Regulatory Focus™ > News Articles > 2021 > 10 > Consent decree shuts down Utah herbal firm

Consent decree shuts down Utah herbal firm

Posted 20 October 2021 | By Kari Oakes 

Consent decree shuts down Utah herbal firm

A Utah-based manufacturer and seller of herbal remedies and nutritional supplements has agreed not to market or sell its wares until products and labeling are compliant with federal drug regulations. Acting on behalf of the US Food and Drug Administration (FDA), the Department of Justice filed the complaint that triggered the consent degree of permanent injunction between Grandma’s Herbs, Inc., its owners, and the US government. The consent decree was entered by the US District Court for the District of Utah.
 
The filing came after FDA issued a 2017 warning letter to the supplement manufacturer, which then continued marketing and selling its products with claims that made them unapproved and misbranded drugs, rather than the dietary supplements which Grandma’s Herbs marketing claims made them out to be.
 
The 2017 letter details the claims that Grandma’s Herbs made at the time about its products, including a blog entry maintaining that “In case of a heart attack cayenne will stimulate the heart,” and another claim made for an essential oil called Deliverance that it “is one of the most potent antiviral, antibacterial, antifungal combinations available.” The website claimed that the uses of Deliverance included treating respiratory infections, dental diseases, strep throat and general infections, among others.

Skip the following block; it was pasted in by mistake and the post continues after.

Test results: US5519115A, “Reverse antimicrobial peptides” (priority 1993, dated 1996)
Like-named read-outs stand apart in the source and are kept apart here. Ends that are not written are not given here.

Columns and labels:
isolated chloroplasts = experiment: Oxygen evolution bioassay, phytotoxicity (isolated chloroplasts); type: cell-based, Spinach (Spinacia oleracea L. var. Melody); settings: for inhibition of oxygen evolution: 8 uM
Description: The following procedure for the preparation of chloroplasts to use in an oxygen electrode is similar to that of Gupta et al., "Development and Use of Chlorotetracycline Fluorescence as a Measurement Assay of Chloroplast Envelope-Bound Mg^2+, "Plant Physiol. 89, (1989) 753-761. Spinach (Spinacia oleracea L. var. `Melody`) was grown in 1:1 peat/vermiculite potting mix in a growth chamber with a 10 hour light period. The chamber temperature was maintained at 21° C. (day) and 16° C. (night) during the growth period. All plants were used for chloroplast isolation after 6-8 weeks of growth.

Since then, Grandma’s Herbs has made some adjustments to its product line and website, but at press time, consumers could still visit the firm’s website and shop for such items as “Immune Enhancer,” “Nature’s Biotic,” and “Heart Plus – Sustains a Healthy Heart.”
 
"The FDA's action is aimed at protecting consumers who unknowingly put their health at risk by using products with claims to cure, treat or prevent a serious illness. We urge consumers to seek proven treatments recommended by licensed health care professionals," said Judy McMeekin, FDA's associate commissioner for regulatory affairs, in the agency’s announcement of the consent decree. "We previously warned this manufacturer, but they continued to make claims that their products could treat or prevent serious diseases. We took action to protect consumers."
 
FDA has stepped up the pace of its warning letters for misbranded dietary supplements in 2020 and 2021 amid the pandemic, as many supplement sellers included claims that their products would have some effect against COVID-19. (RELATED: Current status and future FDA enforcement of dietary supplements, Regulatory Focus 25 June 2021; ‘Immune’ claims and COVID-19, Regulatory Focus 27 August 2021)
 
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